It amazes me: The moment I feel at peace with not being pregnant – peaceful enough to enjoy a day at work and run back home through the rain, all the while thinking about everything in life that isn’t having a baby – DH hits rock bottom. I often marvel at a person’s capacity to balance out the other in a relationship or a close friendship; like an old fashioned pair of scales, when you’re up, they are down, when you’re down, they are up and if you’re lucky, you’re having tea together on a level playing field. If you’re lucky.

But it’s not like DH to be down. Not at all like him. For all I know he could have been “down” for the past six weeks. He hasn’t said anything. I find most men, my own DH included, inscrutable when it comes to expressing their immediate feelings. News flash. Tell me something I don’t know, you say. I cough up my feelings like a cat coughs up fur balls. I only need the slightest tickle and ker-chunk, it’s right there on the table – a tangled, claggy, ragged mess of emotion. Scrutinising how DH feels, on the other hand, is like saddling up and setting out for a remote island, somewhere, off the shore of godknowswhere. I often don’t have a map and I could ride for days without the clues I need to find the something I think I might be looking for.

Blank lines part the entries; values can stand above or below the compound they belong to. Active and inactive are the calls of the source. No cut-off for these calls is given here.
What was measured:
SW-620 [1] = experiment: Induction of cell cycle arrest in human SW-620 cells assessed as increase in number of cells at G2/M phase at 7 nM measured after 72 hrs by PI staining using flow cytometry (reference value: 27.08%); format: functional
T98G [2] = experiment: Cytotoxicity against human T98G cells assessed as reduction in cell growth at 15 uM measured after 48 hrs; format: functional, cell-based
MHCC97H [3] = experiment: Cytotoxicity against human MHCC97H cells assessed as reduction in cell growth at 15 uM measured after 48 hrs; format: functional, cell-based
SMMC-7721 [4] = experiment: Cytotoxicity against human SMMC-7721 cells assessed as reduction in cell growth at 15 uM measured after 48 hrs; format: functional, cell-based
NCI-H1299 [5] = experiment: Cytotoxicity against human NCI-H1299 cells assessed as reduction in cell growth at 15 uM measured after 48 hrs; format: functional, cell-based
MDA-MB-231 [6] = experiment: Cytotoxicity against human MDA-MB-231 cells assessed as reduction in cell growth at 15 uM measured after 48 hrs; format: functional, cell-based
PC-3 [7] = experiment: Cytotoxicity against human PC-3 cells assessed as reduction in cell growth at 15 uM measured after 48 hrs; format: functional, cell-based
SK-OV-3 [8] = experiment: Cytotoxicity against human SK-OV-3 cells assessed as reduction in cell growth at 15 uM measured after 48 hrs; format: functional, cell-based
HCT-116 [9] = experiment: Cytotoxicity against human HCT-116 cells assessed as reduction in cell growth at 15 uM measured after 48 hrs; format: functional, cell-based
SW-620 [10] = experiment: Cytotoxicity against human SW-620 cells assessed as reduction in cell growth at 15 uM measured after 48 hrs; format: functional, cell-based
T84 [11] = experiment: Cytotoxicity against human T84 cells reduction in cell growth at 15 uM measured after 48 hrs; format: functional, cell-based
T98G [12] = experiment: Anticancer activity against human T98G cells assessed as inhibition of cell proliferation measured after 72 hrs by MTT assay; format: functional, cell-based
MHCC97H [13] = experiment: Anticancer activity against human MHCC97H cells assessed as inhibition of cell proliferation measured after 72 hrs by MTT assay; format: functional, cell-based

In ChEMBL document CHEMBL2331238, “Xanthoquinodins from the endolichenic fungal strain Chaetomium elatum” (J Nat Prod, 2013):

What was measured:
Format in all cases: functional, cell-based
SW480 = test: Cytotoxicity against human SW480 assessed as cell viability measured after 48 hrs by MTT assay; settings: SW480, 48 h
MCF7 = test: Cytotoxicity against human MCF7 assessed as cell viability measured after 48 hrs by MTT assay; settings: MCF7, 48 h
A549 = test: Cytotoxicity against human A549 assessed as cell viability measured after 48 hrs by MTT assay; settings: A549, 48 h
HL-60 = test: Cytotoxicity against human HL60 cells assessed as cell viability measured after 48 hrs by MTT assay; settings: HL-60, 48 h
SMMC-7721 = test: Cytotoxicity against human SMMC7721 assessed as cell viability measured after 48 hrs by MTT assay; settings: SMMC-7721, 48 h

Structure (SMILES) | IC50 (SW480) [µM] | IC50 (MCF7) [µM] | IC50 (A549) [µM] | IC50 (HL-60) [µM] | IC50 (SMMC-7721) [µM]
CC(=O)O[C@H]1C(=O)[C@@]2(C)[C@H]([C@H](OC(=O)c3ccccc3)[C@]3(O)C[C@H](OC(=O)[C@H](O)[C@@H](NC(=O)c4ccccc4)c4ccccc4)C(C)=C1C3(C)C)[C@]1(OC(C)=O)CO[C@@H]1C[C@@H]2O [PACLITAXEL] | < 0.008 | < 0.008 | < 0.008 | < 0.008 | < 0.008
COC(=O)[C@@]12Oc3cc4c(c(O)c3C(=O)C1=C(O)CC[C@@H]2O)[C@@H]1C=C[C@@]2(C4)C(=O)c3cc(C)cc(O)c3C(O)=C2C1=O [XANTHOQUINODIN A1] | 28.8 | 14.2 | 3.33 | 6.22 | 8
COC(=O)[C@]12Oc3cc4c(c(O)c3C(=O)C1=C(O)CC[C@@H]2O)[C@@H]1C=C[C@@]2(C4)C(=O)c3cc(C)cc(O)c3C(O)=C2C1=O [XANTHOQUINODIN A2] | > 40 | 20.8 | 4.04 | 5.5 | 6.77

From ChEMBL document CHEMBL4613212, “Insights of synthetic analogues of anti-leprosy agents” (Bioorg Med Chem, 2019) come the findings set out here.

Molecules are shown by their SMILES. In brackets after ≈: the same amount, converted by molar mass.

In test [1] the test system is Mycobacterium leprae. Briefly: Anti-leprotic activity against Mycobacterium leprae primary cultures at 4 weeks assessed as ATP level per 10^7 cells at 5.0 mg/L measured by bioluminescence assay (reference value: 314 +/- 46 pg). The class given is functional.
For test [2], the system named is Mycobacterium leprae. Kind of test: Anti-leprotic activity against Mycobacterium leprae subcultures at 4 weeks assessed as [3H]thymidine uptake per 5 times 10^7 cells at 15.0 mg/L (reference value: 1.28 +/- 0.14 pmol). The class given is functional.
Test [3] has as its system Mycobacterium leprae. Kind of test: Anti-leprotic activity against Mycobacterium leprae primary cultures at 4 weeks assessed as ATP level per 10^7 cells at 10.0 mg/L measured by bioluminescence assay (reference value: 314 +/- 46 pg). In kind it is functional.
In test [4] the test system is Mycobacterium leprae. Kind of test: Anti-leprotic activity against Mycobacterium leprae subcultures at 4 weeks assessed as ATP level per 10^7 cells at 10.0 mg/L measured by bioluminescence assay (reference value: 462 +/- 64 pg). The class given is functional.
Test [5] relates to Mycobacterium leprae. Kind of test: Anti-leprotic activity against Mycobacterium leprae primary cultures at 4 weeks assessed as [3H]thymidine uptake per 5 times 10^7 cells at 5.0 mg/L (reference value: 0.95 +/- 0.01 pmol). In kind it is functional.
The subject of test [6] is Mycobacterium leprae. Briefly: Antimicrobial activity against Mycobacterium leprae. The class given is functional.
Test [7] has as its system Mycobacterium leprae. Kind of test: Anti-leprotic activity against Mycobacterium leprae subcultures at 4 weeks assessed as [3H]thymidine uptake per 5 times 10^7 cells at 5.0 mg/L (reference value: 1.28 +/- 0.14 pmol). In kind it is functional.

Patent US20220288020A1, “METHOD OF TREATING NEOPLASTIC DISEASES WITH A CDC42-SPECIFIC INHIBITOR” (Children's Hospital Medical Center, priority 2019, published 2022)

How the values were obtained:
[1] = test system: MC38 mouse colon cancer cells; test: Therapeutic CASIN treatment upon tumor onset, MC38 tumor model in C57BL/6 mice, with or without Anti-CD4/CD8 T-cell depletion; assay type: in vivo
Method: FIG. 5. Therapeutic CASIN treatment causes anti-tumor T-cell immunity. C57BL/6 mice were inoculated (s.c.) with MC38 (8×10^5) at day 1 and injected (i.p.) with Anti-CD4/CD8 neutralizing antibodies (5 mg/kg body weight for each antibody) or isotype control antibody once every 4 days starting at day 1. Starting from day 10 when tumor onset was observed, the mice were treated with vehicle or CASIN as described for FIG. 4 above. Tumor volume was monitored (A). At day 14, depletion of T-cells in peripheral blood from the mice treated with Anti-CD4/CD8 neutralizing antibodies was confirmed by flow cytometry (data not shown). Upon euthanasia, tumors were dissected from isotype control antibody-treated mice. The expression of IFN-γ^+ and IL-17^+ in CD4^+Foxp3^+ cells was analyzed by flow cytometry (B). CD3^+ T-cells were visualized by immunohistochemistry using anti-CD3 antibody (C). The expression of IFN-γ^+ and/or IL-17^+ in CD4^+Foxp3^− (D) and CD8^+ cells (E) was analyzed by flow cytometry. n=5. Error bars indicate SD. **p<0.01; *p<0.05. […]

So I know, I sense, he feels crap and I take a look at the clues. His enthusiasm for the new eating and exercise regime is waning. He spends hours in his study “reading up” when he should be writing. He replies to every one of my emails 45 seconds after I send them. I know he is off- centre because his hair is now so long it’s vertical and because he asks me to pop to the shops for new remedies and potions that could “help”. But mostly I know he is down because his big, brown eyes look sad.

I hazard a guess and I say, “This baby stuff, it doesn’t really matter you know. None of it matters. What matters most is you and me… me and you. Our life together is great. We have fun, we have a good marriage, a fun marriage. We’ll have a baby, one day. Let’s just enjoy the time we have together.”

Then I realise I sound like one of us is dying of cancer and I take it back, “What I mean is, let’s just enjoy all the things that people with babies, can’t do.”

But he doesn’t say anything and he still looks sad, “We’re a team,” I try again, “We’ll get through every obstacle this thing throws at us. Each and every one.” Only he doesn’t say anything and it’s like he’s looking through me.

Then I realise what the problem is.

He is blaming himself.

And I speak again, “You and me,” I say, “Me and you.. It’s all that matters.” And I say it again. And again. Because every cell of my body believes it and I don’t know how else to express it.